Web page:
The Newgate Penitentiary facility in New York, designed by Thomas Eddy, had three main sections: a central structure whose function was to house offices for the administration and staff of the penitentiary, and two wings flanking this central structure, both of which housed the inmate quarters. In addition, the penitentiary contained a large room for the purpose of hosting weekly worship services for the inmates, prison shops in which the inmates could work factory-style jobs, usually shoemaking,[vi] and outdoor yards meant for inmate exercise.[vii] The inclusion of the prayer room reflected Eddy’s Quaker belief that an active relationship with God was necessary for spiritual enlightenment, and underscored the fact that a penitentiary was not meant to punish inmates; rather, its purpose was to facilitate religious conversion and reformation.

The Newgate facility contained 54 total cells in both of its wings housing inmate quarters. Each cell measured 12 feet by 18 feet, and was designed to hold eight inmates each; by these calculations, Newgate Facility was constructed to house a maximum of 432 inmates.[viii] This number did not account for prisoners deemed too corrupt to house with other inmates; initially Thomas Eddy did not believe in sentencing a criminal to solitary, but later he began punishing inmates with short periods of solitary confinement.[ix] The Quakers believed that reformation could not be forced upon a person; therefore, Eddy believed that the penitentiary was not a house of punishment, but a house of conversion and repentance. Eddy’s shift in practice was the result of inmates not showing spiritual progress; rather, many young inmates were learning the criminal habits of their more hardened cellmates. Solitary confinement helped to prevent the older inmates from further corrupting their more innocent counterparts.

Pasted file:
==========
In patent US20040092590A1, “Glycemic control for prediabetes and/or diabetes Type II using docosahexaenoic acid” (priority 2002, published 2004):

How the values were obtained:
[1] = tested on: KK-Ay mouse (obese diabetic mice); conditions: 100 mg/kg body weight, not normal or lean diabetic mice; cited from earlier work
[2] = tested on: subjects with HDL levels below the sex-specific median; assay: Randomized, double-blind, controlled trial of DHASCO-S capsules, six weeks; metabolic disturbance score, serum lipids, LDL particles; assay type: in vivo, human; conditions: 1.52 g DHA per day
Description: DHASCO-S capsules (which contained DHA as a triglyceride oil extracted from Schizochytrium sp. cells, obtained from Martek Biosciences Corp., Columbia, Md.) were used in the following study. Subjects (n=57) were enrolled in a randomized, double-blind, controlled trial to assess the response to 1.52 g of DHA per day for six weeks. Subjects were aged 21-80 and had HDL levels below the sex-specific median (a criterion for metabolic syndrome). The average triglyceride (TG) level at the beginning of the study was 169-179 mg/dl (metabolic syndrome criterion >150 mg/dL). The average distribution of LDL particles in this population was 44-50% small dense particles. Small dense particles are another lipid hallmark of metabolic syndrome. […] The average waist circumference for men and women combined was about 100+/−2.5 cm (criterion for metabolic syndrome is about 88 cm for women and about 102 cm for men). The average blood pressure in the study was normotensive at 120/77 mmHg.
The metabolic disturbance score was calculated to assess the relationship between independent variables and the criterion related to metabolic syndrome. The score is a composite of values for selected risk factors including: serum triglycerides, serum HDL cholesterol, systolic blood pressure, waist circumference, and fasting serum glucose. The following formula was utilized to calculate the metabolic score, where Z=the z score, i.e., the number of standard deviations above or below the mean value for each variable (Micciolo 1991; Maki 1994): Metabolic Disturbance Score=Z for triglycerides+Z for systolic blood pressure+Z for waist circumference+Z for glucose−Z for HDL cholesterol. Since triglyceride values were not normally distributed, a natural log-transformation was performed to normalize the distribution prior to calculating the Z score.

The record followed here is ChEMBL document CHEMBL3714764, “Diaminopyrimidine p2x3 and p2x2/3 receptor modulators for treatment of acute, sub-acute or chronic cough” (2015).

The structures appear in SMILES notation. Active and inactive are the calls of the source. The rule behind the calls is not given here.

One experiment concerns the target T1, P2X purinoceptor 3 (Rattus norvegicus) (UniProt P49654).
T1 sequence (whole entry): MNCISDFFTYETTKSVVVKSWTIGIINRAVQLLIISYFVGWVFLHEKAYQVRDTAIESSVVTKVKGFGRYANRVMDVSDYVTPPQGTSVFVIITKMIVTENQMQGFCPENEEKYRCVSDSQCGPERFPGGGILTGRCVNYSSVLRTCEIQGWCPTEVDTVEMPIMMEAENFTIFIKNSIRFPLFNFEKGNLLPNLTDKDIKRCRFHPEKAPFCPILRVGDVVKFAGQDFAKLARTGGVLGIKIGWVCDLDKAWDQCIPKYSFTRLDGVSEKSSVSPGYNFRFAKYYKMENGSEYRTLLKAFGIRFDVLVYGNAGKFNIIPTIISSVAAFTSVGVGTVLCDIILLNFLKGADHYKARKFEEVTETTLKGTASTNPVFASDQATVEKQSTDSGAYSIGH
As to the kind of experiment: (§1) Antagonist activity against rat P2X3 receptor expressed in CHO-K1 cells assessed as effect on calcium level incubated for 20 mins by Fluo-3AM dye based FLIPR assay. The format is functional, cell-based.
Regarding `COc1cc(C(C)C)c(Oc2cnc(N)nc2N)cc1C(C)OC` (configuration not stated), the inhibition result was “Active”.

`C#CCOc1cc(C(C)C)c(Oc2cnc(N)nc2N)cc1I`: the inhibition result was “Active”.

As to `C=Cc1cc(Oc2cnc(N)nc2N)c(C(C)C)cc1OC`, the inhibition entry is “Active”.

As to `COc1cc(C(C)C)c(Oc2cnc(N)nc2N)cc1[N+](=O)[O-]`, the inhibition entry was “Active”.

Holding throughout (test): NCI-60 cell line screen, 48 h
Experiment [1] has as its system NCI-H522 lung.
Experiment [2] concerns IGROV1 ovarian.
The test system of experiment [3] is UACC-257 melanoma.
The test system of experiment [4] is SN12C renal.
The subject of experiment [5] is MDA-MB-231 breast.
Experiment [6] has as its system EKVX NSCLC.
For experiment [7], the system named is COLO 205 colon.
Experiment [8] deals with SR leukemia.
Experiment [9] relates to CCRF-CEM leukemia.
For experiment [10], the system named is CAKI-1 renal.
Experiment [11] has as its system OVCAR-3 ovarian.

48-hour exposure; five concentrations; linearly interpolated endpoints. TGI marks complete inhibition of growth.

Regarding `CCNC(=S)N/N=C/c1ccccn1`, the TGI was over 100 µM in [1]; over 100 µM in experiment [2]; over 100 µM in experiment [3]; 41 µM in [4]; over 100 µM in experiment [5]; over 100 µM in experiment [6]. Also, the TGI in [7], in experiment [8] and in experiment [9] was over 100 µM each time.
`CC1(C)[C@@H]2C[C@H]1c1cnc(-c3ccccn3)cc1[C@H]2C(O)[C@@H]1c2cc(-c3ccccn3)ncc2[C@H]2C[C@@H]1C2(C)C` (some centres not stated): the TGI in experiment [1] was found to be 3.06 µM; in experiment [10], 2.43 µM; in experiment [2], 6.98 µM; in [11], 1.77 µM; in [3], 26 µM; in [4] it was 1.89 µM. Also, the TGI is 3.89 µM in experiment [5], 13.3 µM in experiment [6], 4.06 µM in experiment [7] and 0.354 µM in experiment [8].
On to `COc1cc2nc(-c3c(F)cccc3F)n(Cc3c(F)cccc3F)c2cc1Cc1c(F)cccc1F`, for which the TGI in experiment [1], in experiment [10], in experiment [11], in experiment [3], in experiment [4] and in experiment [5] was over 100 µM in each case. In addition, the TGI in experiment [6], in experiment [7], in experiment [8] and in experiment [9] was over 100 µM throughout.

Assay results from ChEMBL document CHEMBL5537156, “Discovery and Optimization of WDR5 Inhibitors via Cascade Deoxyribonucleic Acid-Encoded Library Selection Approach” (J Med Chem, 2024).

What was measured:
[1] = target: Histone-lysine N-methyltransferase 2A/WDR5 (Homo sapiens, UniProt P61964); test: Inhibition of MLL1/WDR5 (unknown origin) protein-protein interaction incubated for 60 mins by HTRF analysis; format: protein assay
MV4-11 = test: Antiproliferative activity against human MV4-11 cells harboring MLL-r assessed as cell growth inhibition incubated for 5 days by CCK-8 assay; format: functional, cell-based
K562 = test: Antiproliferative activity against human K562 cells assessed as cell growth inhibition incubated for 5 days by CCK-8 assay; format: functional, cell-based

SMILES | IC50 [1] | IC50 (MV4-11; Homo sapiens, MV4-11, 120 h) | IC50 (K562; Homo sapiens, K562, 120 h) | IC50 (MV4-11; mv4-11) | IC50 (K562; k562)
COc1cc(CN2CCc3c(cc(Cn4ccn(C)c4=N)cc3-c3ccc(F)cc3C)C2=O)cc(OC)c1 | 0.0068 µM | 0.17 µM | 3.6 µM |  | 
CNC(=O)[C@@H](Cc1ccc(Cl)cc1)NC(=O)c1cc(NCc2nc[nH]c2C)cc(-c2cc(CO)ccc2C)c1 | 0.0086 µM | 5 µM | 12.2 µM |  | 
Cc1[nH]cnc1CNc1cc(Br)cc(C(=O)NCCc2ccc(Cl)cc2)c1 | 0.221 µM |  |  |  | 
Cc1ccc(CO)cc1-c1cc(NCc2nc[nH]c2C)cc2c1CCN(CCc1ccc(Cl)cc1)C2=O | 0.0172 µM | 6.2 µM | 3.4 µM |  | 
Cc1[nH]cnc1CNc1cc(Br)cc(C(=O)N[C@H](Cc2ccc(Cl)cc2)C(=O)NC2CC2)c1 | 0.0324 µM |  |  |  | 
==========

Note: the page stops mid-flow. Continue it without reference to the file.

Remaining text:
Figure 3. Newgate


Failure of Newgate

Despite Eddy’s best intentions, Newgate was constantly overcrowded and suffered from numerous riots on the part of the inmates. Eddy quickly realized that his inmates were not reforming in his penitentiary; rather, they were corrupting each other and intensifying their desires to commit crime. During his first couple of years as warden of Newgate, Eddy realized that designing inmate cells to host 8 prisoners each led to the spread of criminality because the inmates were socializing in their cell groups. This trend was only exacerbated by the overcrowded that followed quick on the heels of the opening of the penitentiary: despite being designed to hold less than 450 inmates there were times during Eddy’s residency that nearly double that number of inmates.[x] Eddy noted before the major influx of occupants that the cells that were supposed to hold eight inmates were more and more frequently finding twelve crammed into the already tight living quarters.[xi]